Small cameras allow me to stop thinking. Small cameras allow me to take photos that more closely match my feeling at the time I’m taking them. There isn’t any need to think about settings or focus. I don’t take photos for that. I don’t take photos for the process of doing so.
I take photos because I selfishly want to create a self portrait of myself. I want to see myself in the photos. I want to remember the feeling I had when I took them. A camera that makes me think just gets in the way of that. I think enough – too much – as it is.
I love the 21mm focal length. Love it. I loved it on the GR21. I like being close. I like being close even when my composition is wide. I took the photo of the family above from a couple of meters away. The mom teased me after I showed them because she was looking away when I took it. Funny, that. I like the interaction.
I like feeling complicit. It’s selfish, I know. I don’t care much. I like the feeling of being part of the scene. I like it when people see me.
As for the camera I really started to get it after that first hour. It had nothing to do with the photos themselves. I hadn’t even looked at them by the point that I started to like shooting with it. The camera is nothing more than a way for me to get over my shyness.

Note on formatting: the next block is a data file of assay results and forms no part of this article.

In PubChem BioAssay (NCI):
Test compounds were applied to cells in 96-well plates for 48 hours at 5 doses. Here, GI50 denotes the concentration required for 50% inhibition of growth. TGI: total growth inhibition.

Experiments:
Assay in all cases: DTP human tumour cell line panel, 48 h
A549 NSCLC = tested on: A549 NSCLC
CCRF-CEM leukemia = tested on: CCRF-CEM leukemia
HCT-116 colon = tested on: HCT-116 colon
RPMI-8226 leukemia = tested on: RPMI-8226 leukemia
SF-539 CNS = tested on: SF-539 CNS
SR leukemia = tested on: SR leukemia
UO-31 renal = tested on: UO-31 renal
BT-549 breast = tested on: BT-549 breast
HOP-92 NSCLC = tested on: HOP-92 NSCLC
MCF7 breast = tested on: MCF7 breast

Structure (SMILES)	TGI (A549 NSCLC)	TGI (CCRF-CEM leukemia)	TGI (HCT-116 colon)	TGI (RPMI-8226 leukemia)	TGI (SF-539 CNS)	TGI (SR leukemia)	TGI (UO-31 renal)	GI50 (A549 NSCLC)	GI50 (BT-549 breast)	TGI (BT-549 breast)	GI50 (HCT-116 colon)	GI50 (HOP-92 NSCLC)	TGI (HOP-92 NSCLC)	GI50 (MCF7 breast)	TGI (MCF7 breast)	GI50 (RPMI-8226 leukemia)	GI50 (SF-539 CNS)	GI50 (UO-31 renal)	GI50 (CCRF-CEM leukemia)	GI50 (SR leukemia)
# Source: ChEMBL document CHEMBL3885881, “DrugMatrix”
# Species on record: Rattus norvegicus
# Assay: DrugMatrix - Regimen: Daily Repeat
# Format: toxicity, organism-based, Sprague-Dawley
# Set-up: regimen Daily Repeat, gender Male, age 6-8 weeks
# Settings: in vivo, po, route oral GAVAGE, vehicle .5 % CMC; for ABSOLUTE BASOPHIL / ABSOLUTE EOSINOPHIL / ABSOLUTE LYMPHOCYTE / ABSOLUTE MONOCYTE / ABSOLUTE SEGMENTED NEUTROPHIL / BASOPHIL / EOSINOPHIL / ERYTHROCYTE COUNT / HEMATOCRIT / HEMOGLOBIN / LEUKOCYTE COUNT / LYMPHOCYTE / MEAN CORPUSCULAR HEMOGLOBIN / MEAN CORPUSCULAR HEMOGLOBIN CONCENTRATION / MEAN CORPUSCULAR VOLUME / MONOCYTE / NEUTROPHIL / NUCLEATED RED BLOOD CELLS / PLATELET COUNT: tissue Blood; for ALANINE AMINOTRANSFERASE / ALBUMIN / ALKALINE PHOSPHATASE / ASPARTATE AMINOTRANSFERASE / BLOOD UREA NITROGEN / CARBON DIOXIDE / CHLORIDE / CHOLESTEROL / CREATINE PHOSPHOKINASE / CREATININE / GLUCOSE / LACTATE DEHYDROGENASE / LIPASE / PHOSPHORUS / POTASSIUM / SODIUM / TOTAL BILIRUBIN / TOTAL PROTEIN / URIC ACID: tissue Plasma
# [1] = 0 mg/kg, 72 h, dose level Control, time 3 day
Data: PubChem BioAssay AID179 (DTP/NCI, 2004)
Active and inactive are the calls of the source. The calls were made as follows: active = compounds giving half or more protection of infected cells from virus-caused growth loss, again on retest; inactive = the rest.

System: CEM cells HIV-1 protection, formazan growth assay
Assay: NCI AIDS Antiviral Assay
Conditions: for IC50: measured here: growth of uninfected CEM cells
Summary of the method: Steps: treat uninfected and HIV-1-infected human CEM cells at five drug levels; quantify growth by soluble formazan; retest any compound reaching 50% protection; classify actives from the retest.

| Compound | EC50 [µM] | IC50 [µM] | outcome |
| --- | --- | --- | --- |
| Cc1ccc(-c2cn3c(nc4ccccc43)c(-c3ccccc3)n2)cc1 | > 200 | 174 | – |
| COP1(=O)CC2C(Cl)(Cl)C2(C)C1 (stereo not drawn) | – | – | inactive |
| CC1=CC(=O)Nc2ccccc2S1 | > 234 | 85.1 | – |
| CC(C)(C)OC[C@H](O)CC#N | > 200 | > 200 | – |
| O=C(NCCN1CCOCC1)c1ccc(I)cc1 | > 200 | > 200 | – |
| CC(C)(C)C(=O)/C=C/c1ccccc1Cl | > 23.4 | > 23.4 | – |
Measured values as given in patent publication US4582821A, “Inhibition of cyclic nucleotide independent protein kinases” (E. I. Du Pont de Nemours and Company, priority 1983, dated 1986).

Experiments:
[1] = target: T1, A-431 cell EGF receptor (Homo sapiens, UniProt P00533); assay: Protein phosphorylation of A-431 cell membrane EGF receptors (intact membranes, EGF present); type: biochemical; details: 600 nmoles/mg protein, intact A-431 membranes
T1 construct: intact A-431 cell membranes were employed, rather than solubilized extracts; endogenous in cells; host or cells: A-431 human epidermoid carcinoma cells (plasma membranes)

“Why did you take my photo? Why?”
“Because I liked your earrings.”
“But..but I was yawning!”
“Sorry..I still like your earrings.”
“Why did you take my photo?”
“You reminded me of someone I knew when I was in Japan..”
“No..no.. does it look okay?”
“Just fine.. but.. could you look over here where my hand is?”
The camera is a gateway for me. A way to talk to people I might not otherwise talk to. It’s funny, but often when I shoot with other photographers they run away from people they try to photograph. They throw up their camera like they are some kind of a sniper in a video camera and then bolt.
This old Ricoh really brought me closer to that feeling of being complicit. I loved my couple of hours shooting with it. I loved the people I met and photographed. There is empathy and sympathy in photography. The girl I photographed whom reminded me of someone I knew in Japan felt that. In the end, she was trying to help me capture a moment. I think she understood it wasn’t about her.
I know I’m not talking much about the camera itself. I’m not sure what to say about it. It did a fine job. Do the photos look like film? I don’t know. Maybe they do. I’ve heard they look like TriX. I hate TriX so maybe that wouldn’t be such a good thing for me anyway.
What I can say is the camera didn’t get in the way. It simply reminded me of the feeling I love to have when taking photos. The simplicity of it was refreshing. The simplicity of shooting. I just sort of went with it. Went with my feeling. Rode the ebbs and flows.